Ohio River Suite Mvt. 1.pdf (371.3 KB)

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I think you are missing a (small) point: One advantage of condensing is that you need less staves on the page - thus giving you the chance of resizing everything. If I see it correctly, your condensed score has about the same individual staff height as the uncondensed score, but with more whitespace between staves. The next step would be to make everything bigger so you can read everything better :slight_smile:

But maybe this is only a German/Austrian thing: Since A4 is a bit smaller than your 11" x 17" page, we need every millimeter we can get :wink:


You have made me re-think things. To be honest, when I first wrote the suite (in 3.5), I didn’t know condensing was available. Since then, I guess Ive just never thought about it. I will now, though. I can see advantages to it. I’ll need to work with it more. In the condensed score I posted, I didn’t tweak any elements of the score; I just selected ‘condensing’ and got that result. Condensing is quite easy and worth getting to understand better. Thanks!

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Here is another attempt at condensing my 1st movement score. Why do all three trumpets condense up until m12, then in m13 the 3rd trumpet has a separate staff? It happens elsewhere, too. Is this common when condensing? I see no reason why the trumpets should do that. Full Score-Ohio River Suite Mvt. 1 Condensed.pdf (381.1 KB)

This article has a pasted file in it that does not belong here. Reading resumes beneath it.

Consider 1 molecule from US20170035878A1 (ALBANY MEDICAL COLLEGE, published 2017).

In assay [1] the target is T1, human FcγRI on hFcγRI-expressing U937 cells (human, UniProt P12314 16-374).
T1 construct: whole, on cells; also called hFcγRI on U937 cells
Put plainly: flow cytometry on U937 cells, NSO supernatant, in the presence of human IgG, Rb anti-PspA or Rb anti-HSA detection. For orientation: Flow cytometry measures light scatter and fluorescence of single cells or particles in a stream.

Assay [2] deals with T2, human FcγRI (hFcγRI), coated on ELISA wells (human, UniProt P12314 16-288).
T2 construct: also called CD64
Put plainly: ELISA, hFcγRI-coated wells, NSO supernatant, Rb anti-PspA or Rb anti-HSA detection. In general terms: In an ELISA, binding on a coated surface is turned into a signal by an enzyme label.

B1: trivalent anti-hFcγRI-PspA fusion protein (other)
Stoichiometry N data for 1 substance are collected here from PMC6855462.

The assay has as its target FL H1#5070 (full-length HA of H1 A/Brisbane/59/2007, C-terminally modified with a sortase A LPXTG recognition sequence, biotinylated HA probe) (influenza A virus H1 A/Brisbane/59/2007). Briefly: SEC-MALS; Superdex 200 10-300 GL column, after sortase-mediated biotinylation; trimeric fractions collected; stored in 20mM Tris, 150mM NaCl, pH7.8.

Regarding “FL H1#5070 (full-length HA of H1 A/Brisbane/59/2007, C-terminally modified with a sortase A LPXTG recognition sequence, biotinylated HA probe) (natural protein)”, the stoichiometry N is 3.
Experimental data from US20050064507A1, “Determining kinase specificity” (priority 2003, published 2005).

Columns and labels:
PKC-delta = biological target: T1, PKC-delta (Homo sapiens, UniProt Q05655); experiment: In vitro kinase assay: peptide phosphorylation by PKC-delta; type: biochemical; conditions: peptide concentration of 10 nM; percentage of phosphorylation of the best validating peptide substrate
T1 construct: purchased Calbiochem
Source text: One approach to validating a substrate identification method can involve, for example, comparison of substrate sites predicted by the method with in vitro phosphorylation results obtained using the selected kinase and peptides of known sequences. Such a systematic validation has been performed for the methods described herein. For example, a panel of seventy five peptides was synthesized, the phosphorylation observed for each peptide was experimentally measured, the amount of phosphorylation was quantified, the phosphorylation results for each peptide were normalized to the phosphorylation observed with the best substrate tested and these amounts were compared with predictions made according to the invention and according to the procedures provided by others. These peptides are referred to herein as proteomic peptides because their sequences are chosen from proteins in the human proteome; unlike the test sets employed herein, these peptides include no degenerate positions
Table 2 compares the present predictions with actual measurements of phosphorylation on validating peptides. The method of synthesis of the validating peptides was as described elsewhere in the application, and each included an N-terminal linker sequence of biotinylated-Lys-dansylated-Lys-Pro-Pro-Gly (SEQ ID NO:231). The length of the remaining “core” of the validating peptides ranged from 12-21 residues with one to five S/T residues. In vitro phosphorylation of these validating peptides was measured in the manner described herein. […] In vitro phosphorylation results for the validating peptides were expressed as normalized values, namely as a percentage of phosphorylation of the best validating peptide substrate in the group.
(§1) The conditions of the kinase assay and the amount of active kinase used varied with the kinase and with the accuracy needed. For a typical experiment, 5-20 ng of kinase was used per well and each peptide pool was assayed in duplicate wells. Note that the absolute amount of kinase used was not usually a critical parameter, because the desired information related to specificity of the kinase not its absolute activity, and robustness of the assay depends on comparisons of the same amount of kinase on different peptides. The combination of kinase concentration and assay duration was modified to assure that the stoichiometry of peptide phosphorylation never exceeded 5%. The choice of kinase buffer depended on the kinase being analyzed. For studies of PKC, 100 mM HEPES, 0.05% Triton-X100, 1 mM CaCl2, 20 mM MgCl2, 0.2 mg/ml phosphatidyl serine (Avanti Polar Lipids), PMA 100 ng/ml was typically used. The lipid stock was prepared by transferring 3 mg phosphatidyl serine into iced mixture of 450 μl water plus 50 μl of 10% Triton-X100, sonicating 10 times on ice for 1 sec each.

Condensing is a rather complex area. One would need to see your .dorico file to explain. Otherwise it would be pure guess-work. There are lots of threads on condensing in this forum - and they all burn down to the point that one would need to see the project file itself.

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Thanks. I’ll explore it more😉

@laughreyg don’t be afraid, you can make a copy of your .dorico project, cut it down to the few relevant bars and upload it directly here:

When condensing looks weird or does unexpected stuff, investigating the reason for it often turns up to be a great proof-reading tool. When things do differ slightly between staves, Dorico will not combine them so these details (may they be intentional or not) won’t get lost.

The text “Harmon mute stem in” at rehersal mark “B” is at slightly different positions, with the one for trumpet 3 being slighly to the left of the one for 1 and 2. This might be the reason for Dorico’s decision to put trumpt 3 on a separate staff.
Also have a look at bar 4 after letter B: The dynamic sign “mp” is at a different spot.
Same thing for trombones around letter “D”, the dynamic signs differ quite a lot.

Like i said, when things do differ, Dorico will do everything it can to show the difference, as they might be completely intentional.
In the music I write, which is more on the non-complex side, more often than not investigating those weird condensing results reveals differences that were completely unintentional and should be corrected.

(Btw, is the single quarter rest in bar 7, alto saxophone correct? Looks to me as if the whole melody there would be played by quite a lot of people, with only the AS1 missing a note…)


Thank you SO much for taking time to help me here. I will check the things you mentioned to look for. I’m grateful🙂